“There’s No Place like Home.”

1959: Picture a world where your TV tuned in to three channels, one for each network. Viewing options were bleak—and not just because of fuzzy reception. News. Soap operas. Death Valley Days. You lived for Saturday morning cartoons. Movies for kids only happened at the theater downtown.

However, usually during the coldest winter months, in the dreary weeks after the holidays when Spring was still eons away, a special feature presentation would suddenly rise from the ashes of common fare, a cherished movie shown only once a year—just for kids. The Wizard of Oz.

It became an event in your childhood, not on par with your birthday, but certainly talked about at school, definitely important enough to try for a sleepover. You would never dream of missing it.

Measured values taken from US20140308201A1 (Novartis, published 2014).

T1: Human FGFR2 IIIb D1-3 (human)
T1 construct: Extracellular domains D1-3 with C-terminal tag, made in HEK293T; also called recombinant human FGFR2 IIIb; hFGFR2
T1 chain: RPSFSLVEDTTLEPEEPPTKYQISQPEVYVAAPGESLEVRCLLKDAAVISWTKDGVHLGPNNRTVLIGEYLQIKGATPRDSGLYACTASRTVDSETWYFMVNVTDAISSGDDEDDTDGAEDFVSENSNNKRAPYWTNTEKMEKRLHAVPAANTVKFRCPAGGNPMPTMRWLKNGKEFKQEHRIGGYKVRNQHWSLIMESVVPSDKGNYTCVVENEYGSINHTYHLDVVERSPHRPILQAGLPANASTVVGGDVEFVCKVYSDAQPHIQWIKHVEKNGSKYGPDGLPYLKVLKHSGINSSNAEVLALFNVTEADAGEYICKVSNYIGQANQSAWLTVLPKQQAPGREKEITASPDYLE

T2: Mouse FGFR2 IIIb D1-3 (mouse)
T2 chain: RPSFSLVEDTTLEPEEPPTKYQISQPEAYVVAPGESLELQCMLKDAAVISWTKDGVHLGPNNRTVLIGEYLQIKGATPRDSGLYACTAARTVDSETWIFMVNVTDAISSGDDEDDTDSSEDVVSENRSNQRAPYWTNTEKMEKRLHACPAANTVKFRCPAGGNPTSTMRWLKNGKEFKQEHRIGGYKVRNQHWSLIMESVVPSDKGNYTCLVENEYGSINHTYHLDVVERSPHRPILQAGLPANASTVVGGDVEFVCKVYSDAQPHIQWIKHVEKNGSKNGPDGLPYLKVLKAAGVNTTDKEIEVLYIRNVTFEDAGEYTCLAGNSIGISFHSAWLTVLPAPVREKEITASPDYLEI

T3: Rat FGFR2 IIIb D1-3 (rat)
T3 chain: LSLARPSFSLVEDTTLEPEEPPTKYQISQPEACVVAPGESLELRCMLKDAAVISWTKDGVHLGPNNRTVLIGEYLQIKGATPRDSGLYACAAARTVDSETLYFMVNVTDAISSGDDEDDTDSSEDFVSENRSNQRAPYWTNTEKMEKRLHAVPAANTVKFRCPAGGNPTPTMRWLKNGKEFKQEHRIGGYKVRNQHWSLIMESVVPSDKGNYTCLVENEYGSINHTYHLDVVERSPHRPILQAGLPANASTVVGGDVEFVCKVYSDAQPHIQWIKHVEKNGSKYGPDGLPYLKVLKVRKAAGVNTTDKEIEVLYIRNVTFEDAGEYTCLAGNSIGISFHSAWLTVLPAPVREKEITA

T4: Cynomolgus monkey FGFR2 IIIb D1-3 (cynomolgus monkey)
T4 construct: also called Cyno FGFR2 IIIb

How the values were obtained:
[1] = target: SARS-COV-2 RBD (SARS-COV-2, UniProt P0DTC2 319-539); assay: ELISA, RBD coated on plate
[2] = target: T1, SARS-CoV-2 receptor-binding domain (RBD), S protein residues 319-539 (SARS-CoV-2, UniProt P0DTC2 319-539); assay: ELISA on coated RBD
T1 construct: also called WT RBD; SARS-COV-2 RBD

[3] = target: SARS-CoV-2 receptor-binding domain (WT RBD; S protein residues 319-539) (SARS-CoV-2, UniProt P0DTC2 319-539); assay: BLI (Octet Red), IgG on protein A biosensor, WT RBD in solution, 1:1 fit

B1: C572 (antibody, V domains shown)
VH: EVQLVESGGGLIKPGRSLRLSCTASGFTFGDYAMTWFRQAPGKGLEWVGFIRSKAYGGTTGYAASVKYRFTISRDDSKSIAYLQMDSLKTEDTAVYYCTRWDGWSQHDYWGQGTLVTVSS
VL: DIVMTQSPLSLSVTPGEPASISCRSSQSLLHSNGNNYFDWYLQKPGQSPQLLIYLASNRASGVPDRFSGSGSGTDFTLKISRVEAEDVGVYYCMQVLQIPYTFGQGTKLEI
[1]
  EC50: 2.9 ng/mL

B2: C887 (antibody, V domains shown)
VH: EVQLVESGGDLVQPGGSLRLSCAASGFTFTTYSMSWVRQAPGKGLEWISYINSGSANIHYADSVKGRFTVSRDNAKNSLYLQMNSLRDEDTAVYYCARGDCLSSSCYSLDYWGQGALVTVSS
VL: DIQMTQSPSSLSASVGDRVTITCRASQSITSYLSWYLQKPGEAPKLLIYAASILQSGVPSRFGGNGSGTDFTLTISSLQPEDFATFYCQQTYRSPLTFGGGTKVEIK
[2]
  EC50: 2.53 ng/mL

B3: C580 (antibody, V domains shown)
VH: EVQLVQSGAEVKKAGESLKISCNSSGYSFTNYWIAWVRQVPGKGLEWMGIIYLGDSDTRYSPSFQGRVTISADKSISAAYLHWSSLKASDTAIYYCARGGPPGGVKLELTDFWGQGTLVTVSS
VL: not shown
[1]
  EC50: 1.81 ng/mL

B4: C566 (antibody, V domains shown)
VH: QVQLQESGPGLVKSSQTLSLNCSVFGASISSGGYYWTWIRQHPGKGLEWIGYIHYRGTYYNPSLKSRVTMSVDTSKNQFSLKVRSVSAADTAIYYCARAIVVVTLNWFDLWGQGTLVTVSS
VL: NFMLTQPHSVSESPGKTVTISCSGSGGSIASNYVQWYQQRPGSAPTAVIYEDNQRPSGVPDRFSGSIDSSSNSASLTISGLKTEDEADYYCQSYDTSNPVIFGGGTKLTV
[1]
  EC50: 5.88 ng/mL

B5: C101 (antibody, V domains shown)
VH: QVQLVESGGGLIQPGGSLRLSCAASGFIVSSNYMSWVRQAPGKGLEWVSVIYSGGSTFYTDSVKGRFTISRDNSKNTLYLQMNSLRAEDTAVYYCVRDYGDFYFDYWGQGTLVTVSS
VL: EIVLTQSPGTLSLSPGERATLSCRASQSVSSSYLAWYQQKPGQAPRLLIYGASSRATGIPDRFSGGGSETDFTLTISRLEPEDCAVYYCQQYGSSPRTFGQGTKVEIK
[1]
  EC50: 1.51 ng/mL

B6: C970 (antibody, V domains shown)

So if you are of a certain age, you were annually enthralled by the twister, fascinated by the Munchkins, and in awe of witches—both good and bad. Steven Spielberg is such an age, as am I. Clearly Wizard of Oz has left its mark on us both.

In the late-eighties, thanks to my youngest daughter’s obsession with Indiana Jones, I began to notice a leitmotif running through Spielberg’s films. Hah! There were the flying monkeys…the chanting soldiers in furry hats…even Nazis melting.   “Oh, what a world!”

It soon became a family game: “Can you spot the Wizard of Oz moment in…?” We could. Quite easily. In Jaws, in Close Encounters, in ET, even in a serious work like The Color Purple. And we have continued to do so with all of Spielberg’s films ever since.

Every once in a while, I will mention this odd little piece of trivia in conversation and receive a blank look in return. I’ve never seen it discussed in interviews or online. So I offer it up to you, now, whether you are a movie buff, a Spielberg admirer, or just a fan of the story whose “kindly philosophy never goes out of fashion.”



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